Scripting Loops In R

June 1, 2016
By

Want to share your content on R-bloggers? click here if you have a blog, or here if you don't.

An R programmer can determine the order of processing of commands, via use of the control statements; `repeat{}`, `while()`, `for()`, `break`, and `next`

Answers to the exercises are available here.

Exercise 1
The `repeat{}` loop processes a block of code until the condition specified by the `break` statement, (that is mandatory within the `repeat{}` loop), is met.

The structure of a `repeat{}` loop is:
```repeat { commands if(condition) { break } }```

For the first exercise, write a `repeat{}` loop that prints all the even numbers from `2``10`, via incrementing the variable, “`i <- 0`“.

Exercise 2
Using the following variables:

`msg <- c("Hello")`
`i <- 1`

Write a `repeat{}` loop that breaks off the incrementation of, “`i`“, after `5` loops, and prints “`msg`” at every increment.

Exercise 3
`while()` loop will repeat a group of commands until the condition ceases to apply. The structure of a `while()` loop is:

```while(condition) { commands }```

With, `i <- 1`, write a `while()` loop that prints the odd numbers from `1` through `7`.

Exercise 4
Using the following variables:

`msg <- c("Hello")`
`i <- 1`

Write a `while()` loop that increments the variable, “`i`“, `6` times, and prints “`msg`” at every iteration.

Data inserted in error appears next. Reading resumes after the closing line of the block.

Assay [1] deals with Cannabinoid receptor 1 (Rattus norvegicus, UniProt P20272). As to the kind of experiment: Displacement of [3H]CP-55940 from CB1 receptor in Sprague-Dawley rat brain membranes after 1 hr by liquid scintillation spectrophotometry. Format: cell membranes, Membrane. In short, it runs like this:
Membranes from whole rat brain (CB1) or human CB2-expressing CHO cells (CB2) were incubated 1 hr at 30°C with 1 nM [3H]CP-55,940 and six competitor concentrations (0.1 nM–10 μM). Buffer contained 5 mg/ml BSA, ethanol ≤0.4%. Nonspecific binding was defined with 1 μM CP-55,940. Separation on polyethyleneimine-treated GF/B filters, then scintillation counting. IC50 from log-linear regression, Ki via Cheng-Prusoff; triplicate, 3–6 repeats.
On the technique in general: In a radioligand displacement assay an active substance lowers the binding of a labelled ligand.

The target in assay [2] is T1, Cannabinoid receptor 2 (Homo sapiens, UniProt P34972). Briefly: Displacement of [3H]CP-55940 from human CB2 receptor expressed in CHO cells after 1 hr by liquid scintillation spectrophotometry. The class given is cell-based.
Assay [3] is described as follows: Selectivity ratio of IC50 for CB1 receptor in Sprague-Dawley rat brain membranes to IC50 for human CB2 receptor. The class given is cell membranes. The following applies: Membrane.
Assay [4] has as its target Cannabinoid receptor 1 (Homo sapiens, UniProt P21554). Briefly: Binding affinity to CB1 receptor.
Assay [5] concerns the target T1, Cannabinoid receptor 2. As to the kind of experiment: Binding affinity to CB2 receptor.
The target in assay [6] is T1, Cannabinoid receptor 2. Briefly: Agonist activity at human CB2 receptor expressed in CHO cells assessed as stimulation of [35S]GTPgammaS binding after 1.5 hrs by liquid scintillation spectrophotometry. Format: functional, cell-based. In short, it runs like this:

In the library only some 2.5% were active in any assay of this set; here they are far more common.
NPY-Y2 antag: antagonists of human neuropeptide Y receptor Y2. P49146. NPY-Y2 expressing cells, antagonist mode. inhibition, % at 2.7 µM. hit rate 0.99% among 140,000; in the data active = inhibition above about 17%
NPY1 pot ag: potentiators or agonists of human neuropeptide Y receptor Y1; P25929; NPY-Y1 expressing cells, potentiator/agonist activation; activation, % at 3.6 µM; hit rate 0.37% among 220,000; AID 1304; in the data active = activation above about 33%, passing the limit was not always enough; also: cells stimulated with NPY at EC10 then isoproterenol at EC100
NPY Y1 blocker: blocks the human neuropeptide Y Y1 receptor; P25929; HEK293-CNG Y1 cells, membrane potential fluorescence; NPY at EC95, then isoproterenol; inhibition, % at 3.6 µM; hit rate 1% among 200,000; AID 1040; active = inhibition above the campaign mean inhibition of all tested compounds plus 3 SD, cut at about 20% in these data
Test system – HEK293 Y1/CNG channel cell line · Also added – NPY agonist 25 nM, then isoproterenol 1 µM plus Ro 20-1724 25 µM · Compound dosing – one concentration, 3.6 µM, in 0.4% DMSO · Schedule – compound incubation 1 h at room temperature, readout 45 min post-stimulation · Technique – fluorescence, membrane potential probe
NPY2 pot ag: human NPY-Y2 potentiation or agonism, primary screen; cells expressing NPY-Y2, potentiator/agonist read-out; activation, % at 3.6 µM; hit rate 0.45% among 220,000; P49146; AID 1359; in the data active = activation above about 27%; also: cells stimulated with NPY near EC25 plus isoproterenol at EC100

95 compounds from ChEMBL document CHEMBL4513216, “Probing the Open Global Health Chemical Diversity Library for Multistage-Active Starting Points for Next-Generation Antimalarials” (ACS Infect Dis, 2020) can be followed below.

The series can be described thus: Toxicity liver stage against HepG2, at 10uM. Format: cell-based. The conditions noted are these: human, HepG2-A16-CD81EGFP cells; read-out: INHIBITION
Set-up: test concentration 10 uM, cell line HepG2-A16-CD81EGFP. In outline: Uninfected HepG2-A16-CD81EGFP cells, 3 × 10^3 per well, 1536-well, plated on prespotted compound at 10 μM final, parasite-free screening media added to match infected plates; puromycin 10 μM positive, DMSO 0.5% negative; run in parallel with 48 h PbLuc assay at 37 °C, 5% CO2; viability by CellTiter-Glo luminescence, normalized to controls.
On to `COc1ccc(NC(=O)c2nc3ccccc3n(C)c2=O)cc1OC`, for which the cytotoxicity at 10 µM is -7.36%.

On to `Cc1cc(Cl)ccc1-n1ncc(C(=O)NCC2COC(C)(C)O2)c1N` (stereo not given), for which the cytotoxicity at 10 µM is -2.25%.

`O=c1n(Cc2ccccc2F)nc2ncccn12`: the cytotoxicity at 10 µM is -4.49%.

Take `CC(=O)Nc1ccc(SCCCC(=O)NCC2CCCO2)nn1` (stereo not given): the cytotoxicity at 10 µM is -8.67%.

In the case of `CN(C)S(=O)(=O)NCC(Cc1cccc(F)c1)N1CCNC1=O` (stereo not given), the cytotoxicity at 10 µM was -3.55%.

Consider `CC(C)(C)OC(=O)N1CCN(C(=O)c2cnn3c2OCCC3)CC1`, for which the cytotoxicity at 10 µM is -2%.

Exercise 5
The `for()` loop repeats commands until the specified length of the condition is met. The structure of a `for()` loop is:
`for(condition) { commands }`

For example:
```for(i in 1:4) { print("variable"[i]) }```

```for(i in seq("variable")) { print(i) }```

```for(i in seq_along("variable")) { print("variable"[i]) }```

```for(letter in "variable") { print(letter) }```

For this exercise, write a `for()` loop that prints the first four numbers of this sequence: `x <- c(7, 4, 3, 8, 9, 25)`

Exercise 6
For the next exercise, write a `for()` loop that prints all the letters in `y <- c("q", "w", "e", "r", "z", "c").`

Exercise 7
The `break` statement is used within loops to exit from the loop. If the `break` statement is within a nested loop, the inner loop is exited, and the outer loop is resumed.

Using `i <- 1`, write a `while()` loop that prints the variable, “`i`“, (that is incremented from `1``5`), and uses `break` to exit the loop if “`i`” equals `3`.

Exercise 8
Write a nested loop, where the outer `for()` loop increments “`a``3` times, and the inner `for()` loop increments “`b``3` times. The `break` statement exits the inner `for()` loop after `2` incrementations. The nested loop prints the values of variables, “`a`” and “`b`“.

Exercise 9
The `next` statement is used within loops in order to skip the current evaluation, and instead proceed to the next evaluation.

Therefore, write a `while()` loop that prints the variable, “`i`“, that is incremented from `2``5`, and uses the `next` statement, to skip the printing of the number `3`.

Exercise 10
Finally, write a `for()` loop that uses next to print all values except “`3`” in the following variable: `i <- 1:5`

R-bloggers.com offers daily e-mail updates about R news and tutorials about learning R and many other topics. Click here if you're looking to post or find an R/data-science job.
Want to share your content on R-bloggers? click here if you have a blog, or here if you don't.